Embattled Alaska Sen. Ted Stevens may have caught a lot of flak for calling the Internet a “series of tubes,” but House techies today used a tunnel analogy to explain how they will handle ever-increasing amounts of traffic from people looking to learn about their representatives online. Welcome to the 21st century, guys, it’s pretty darn cool.
The financial bailout bill — and the public’s overwhelming interest in it — may have lasting effects on the number of people who visit House Web sites and how the chamber handles that Web traffic.
As the House considered the bailout bill on Monday, constituents rushed to Member Web sites, overloading servers and slowing down access. Most affected was House.gov, which was almost impossible to load during the House’s vote.
That phenomenon, experts say, could herald a new era of increased Web traffic.
“What we’ve kind of seen historically is that when communications increase for some specific reason, they never really go back down to the level prior to that big event,” said Tim Hysom, spokesman for the Congressional Management Foundation.
Apparently House computer geeks weren’t prepared for the deluge they faced on the day of the vote, and will work to increase the size of the entrance to the House “Internet tunnel.” No kidding.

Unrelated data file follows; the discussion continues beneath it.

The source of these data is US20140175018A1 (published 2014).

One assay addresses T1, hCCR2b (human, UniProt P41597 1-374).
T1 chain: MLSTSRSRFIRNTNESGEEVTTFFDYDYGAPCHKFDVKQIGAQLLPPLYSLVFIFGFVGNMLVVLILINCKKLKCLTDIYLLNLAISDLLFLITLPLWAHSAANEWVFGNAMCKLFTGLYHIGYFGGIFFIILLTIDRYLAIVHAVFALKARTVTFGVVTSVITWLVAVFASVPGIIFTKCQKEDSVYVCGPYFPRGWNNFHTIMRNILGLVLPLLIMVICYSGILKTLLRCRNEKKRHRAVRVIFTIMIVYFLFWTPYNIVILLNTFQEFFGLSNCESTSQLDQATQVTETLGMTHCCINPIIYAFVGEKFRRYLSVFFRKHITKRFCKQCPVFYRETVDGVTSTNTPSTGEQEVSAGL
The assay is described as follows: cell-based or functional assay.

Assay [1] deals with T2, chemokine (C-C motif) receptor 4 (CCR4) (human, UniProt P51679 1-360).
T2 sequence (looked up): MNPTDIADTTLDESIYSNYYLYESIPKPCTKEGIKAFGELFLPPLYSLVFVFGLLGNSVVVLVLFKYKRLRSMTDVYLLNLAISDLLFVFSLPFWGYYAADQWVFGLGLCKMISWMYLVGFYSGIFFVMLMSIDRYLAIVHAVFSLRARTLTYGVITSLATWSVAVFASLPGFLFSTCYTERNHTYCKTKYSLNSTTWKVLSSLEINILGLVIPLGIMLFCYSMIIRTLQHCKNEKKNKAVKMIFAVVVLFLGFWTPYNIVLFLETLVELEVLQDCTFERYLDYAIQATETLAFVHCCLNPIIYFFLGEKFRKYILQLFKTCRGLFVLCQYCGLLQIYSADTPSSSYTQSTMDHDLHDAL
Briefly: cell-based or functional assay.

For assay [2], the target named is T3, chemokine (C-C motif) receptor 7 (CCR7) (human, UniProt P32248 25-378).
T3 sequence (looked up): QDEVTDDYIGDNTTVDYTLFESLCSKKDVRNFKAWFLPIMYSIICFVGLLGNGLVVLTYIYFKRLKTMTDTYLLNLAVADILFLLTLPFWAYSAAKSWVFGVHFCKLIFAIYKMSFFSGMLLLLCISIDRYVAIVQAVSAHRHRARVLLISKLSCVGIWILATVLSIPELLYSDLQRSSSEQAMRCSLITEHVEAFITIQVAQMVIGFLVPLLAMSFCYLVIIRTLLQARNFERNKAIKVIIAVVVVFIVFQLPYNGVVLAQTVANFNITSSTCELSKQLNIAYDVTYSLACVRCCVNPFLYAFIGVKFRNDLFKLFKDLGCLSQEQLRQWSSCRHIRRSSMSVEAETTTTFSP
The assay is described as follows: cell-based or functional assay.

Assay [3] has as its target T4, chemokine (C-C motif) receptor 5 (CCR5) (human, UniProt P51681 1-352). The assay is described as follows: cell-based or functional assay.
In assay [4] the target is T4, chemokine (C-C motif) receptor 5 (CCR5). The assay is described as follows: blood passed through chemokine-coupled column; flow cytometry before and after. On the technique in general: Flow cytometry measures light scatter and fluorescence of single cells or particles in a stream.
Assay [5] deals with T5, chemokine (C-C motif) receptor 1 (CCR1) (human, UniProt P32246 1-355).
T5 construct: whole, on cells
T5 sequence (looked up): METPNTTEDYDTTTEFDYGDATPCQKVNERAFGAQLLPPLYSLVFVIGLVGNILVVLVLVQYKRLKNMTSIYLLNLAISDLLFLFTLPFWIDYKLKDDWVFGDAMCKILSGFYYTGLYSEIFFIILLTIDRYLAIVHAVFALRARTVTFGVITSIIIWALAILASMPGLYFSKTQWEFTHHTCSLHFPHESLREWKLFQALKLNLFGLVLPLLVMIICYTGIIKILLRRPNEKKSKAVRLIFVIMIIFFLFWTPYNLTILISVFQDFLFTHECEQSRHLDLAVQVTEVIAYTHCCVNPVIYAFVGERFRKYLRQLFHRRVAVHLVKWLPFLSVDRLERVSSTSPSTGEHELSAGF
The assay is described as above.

More from the Roll Call article:
“‘Imagine a tunnel entrance,’ [Jeff Ventura, spokesman for Chief Administrative Officer Dan Beard, whose office handles the House computers] said. ‘Although you may have several lanes of traffic available inside, the problem we’re having now is the entrance to the tunnel can’t have 10 lanes rushing all at once.'”
10 lanes all at once? Golly gee, that’s a darn big tunnel Mr. Jeff!
Maybe I’m just a Senate snob, but as far as I remember our IT guys could do pretty much anything, anytime. Then again, maybe we just had the best office manager in Washington, and she knew exactly who to call whenever we needed something — a very strong possibility.
Now get back to work on those tubes, people!
Colorado Independent’s blogumnist (blogger-columnist) Jeff Bridges has worked in Democratic politics for the last 10 years, serving as communications director for two congressional races in Colorado and two governors races in the Deep South. Bridges also worked as a legislative assistant in Washington, D.C., with a focus on military and small-business issues.